Northrup Canyon invites you

A spring hike up Northrup Canyon puts you in the midst of a thriving environment between coulee walls.
A spring hike up Northrup Canyon puts you in the midst of a thriving environment between coulee walls.

Soon, Northrup Canyon will be full of green. If you like a nice hike, this one is recommended.

It’s a great place to shake off winter and welcome spring. A creek runs through part of it, and a blue sky gives a beautiful contrast to the basalt coulee walls that rise up closely on either side.

Don’t forget to take water. It can be a three- to four-hour hike, or more, depending on how far you want to go.

An old homestead of the Northrup family sits at at nice turnaround spot at the top of the canyon. But you can go further, up a rough trail to a small hidden lake.

A restroom and information kiosk sits near gate at the beginning of the trail, but there no facilities past that. As a part of the state park system, a Discover Pass is required to visit. The most convenient place to get one is at Coulee Playland in Electric City.


The inside story today at the dam

Electrical switchyard
One of the switchyards used in directing the electricity produced at Grand Coulee Dam onto the grid that powers several states.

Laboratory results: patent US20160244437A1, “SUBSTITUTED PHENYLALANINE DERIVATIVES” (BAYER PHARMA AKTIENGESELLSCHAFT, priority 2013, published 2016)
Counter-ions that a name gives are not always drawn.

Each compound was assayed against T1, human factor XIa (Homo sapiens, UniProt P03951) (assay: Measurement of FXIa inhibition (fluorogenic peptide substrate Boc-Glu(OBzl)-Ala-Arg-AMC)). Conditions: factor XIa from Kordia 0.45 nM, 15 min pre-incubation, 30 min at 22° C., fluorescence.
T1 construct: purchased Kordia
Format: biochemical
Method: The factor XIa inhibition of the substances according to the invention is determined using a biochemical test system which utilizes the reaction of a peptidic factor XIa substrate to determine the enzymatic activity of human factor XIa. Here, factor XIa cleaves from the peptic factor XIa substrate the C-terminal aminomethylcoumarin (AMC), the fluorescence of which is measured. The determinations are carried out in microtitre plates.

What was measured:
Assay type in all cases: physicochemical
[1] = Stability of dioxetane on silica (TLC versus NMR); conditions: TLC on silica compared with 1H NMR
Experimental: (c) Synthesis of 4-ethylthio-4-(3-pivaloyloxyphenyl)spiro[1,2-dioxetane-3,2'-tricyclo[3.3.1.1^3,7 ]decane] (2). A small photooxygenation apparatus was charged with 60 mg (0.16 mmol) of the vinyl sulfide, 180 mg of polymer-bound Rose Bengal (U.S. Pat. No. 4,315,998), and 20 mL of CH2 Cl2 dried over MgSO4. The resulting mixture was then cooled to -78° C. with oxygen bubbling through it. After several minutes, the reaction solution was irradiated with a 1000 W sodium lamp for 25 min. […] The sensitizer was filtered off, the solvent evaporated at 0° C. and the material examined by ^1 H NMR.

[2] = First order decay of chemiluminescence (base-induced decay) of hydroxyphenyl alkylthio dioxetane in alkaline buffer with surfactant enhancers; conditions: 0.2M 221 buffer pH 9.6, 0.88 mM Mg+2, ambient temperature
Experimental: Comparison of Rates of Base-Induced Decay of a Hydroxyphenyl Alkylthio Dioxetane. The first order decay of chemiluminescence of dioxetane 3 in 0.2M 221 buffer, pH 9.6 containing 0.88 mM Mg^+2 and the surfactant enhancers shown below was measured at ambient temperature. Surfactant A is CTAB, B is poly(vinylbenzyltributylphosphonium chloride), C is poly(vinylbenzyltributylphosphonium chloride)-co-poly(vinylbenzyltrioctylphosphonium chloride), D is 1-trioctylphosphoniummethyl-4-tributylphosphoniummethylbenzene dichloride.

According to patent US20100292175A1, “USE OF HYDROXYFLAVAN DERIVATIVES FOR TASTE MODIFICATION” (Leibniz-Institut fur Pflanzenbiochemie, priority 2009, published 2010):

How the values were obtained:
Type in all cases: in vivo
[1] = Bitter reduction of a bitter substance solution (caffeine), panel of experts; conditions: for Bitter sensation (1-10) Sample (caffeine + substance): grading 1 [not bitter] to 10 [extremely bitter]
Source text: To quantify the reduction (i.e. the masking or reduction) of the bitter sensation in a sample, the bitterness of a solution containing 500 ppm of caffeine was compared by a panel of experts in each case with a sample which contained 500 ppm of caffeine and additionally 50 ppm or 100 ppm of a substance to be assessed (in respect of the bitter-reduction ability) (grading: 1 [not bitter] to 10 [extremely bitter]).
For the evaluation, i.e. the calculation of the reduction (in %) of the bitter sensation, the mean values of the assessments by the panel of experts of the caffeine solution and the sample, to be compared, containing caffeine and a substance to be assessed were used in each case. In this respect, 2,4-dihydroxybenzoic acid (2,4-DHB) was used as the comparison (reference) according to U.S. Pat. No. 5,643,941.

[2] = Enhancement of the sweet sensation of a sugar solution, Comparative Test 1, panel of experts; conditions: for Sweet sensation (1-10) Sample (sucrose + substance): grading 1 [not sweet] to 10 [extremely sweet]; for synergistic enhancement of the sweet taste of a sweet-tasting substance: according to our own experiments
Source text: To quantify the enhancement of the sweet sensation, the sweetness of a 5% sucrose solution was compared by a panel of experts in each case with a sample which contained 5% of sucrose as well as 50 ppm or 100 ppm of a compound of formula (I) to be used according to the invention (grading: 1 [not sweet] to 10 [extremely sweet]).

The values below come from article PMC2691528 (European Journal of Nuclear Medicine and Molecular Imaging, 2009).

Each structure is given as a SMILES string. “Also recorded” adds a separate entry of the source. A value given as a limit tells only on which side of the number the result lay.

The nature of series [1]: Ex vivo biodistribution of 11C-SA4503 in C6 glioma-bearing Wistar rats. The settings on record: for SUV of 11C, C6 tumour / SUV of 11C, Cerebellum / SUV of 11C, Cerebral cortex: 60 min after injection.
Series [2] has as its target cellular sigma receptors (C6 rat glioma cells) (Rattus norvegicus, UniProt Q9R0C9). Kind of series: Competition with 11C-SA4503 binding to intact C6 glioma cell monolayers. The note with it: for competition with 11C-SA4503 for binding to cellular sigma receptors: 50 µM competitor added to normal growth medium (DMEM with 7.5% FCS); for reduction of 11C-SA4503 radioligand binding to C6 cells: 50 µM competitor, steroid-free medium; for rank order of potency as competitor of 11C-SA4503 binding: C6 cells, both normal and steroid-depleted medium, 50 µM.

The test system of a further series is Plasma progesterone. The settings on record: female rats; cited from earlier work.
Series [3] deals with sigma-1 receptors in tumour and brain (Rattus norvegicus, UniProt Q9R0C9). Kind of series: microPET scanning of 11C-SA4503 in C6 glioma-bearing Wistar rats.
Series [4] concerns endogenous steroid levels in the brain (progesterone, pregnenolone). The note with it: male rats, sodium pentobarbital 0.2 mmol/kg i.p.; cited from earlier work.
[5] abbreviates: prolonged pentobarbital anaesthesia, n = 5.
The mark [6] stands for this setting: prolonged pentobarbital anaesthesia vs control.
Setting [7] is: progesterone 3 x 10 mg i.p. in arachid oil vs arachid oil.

If you’d like to glimpse the inside story of one aspect of the mission of Grand Coulee Dam, this is a good video.

The dam was originally conceived to provide irrigation to more than a million acres of potential farmland in the Columbia basin, but these days most people think of it as a huge electricity producer.

It is that, but this video, produced by the Bureau of Reclamation as a tool to help potential recruits, also provides a good overview of the basics with some spectacular footage. Watching it will help you appreciate what you see when you visit in person.

Grand Coulee Dam is the largest electrical production facility of any kind, in terms of capacity, in North America. But it doesn’t just happen magically. These folks make it happen. Watch:

We’ve been discovered again.

We love it when you visit us!
And the view you’ve shown in your Instagram account, from the Crown Point Lookout, always inspires.

Thanks for stopping by.


From Instragram: jenkrajicek    Detour to Grand Coulee Dam. This is what happens when I let Henry navigate


Wondering how Henry found this great viewpoint?

Below is a map. From the Visitor Center at Grand Coulee Dam, take a left to go uphill on highway 155. Continue to the intersection with highway 174 and turn right. Follow 174 until you see the sign directing you to Crown Point Overlook.

This is a state park site, and a Discover Pass is required, but the view of the dam and down river is spectacular.


Take a tour on a bridge

Take a tour on a bridge.
Porcelain enamel signs on either side of the bridge across the Columbia River provide a history of the dam and the area’s geology. Parking is available on the streets on the west side of the river.